A few weeks ago, I was asked to write a tribute about motherhood to share at Karissa's baby shower. I was so honored to bless my dear friend this way! Here are some thoughts that I compiled....
First, a little background:
I met Karissa back in her wild days, when she was over-the-top about everything and I knew nothing beyond my little sheltered conservative boundaries. I think we were twelve. I was instantly thrilled by her manic spirit and her ability to capture the attention of everyone in the room--not to mention a few in the adjoining room, too. I absolutely wanted to be her friend. She was less than enthralled with my goody-two-shoes personality.
But as time went on, we did become friends. We became the kind of friends that passed dozens of notes between classes and fought over boyfriends. We invested time in each other. So much time; years of time. But as close as we got, we never lost our individuality. We never became carbon copies of each other, and so, even though we disagreed at times, we always had our own qualities to bring to the relationship. I think that is one of the reasons our friendship has lasted these 17+ years.
I say all of this because, when I think about my journey through motherhood, it is impossible to separate that journey from the friends that have traveled the road with me. Raising a child really does require that virtual village. (I haven't yet determined what raising FOUR children requires!) I have found that there are a few close friends that I do rely on during the course of this journey. God provides my purpose, my daily strength, and that still small voice that guides my decisions--should I let my kids go to that friend's house? Will that ice cream cone become a before-bed disaster, or just a happy childhood memory? Has it been quiet just a moment too long in the playroom (or the bathroom)? But through these friends He also provides my JOY. I could raise these kids with just the help of the Lord, but something in my soul would always long for that missing companionship of other mothers. Through them, God provides encouragement and He meets my physical needs--a ride when I am stranded, a hug when I am dismayed, a hot meal when I have a newborn to hold.
Motherhood is hard. It's hard right from the day of conception. Back when I was pregnant with my first son, I used to say that I finally understood why God have us a nine-month gestation: Because it would take me at least that long to wrap my mind around the idea of how largely my life was about to change. Pregnancy took my sweet, skinny bridal body, gave it a few good punches, threw it around the room a bit until everything was in the wrong place, and then handed it back to me. I was a little bit horrified at the result! I was thankful to finally deliver, believing that after going through a difficult pregnancy and the thrills of labor, that I would begin to get my body back. Ahh, the deceit! The aches and pains! Oh, the joy of it all!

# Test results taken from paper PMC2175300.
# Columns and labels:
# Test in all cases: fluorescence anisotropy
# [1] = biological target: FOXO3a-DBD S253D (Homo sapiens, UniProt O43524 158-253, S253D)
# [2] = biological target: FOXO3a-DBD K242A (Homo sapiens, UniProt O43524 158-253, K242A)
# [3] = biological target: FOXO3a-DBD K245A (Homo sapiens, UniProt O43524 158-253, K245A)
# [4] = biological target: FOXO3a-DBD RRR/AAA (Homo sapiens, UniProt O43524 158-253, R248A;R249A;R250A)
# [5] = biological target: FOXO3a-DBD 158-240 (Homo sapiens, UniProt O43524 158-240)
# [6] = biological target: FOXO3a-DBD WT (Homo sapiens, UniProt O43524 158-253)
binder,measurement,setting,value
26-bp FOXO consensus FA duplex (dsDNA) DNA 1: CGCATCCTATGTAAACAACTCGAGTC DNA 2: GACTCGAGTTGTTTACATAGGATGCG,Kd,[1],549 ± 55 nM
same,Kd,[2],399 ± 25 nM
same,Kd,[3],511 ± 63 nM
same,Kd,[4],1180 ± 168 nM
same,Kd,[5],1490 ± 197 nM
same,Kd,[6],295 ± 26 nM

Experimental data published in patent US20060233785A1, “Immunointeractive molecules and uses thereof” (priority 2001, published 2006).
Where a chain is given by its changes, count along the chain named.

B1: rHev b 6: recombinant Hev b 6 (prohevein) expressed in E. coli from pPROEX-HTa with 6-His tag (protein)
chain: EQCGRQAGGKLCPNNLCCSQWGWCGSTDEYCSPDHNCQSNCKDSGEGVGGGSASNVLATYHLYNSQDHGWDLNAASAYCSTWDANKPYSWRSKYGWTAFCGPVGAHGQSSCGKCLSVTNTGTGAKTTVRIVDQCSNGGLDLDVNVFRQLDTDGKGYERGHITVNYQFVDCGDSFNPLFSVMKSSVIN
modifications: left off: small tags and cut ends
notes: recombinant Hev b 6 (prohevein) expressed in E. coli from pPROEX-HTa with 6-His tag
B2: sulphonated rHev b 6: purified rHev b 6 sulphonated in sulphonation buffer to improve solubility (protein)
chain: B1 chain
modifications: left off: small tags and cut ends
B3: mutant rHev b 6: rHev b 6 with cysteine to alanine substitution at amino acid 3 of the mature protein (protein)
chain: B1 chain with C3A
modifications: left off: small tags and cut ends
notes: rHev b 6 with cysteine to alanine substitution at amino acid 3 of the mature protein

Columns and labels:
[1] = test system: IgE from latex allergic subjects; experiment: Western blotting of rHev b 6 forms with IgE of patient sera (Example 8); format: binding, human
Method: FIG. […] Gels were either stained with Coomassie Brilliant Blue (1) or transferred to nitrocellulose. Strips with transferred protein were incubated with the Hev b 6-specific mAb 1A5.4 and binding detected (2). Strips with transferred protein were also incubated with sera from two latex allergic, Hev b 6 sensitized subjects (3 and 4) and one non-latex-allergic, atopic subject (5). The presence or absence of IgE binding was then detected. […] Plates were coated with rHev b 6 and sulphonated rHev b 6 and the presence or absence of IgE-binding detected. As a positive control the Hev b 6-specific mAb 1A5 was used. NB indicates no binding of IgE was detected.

Motherhood is hard in every respect. It's the only occupation that doesn't require a degree, but expects you to adequately answer questions like "If I blow up a balloon, and take it with me into a rocket, and then go up into space, and let the balloon out the window, will it pop?" and "What would have happened to the world if Adam and Eve HADN'T have sinned?" before you've even had your first cup of coffee in the morning. And it's non-profit. On particularly hairy days in his construction world, Justin will come through the door grumbling, "I don't get paid nearly enough for what I do!" I always laugh, "Neither do I!"
Kari Anne Roy writes haiku poems about some of the less-than-beautiful (but definitely eternal) elements about motherhood. She compiled some of them in her book Haiku Mama: Because 17 Syllables Is All You Have Time To Read. Here are a few of my favorites.
O, lovely naptime.
You are better than birthdays
With the gifts you bring.
Yay! The perfect time
To strip down naked and scream--
When Mommy's on the phone.
Bubbles are awesome,
But don't pop them with your eyes.
Then they kind of suck.
When she was my mom,
She said no sweets before lunch.
Here is one that is all too familiar:
Your misshapen, squeaky mouse
Is freaking him out.
Please, grocery lady,
Don't make him eat the free ham.
He is scared of you.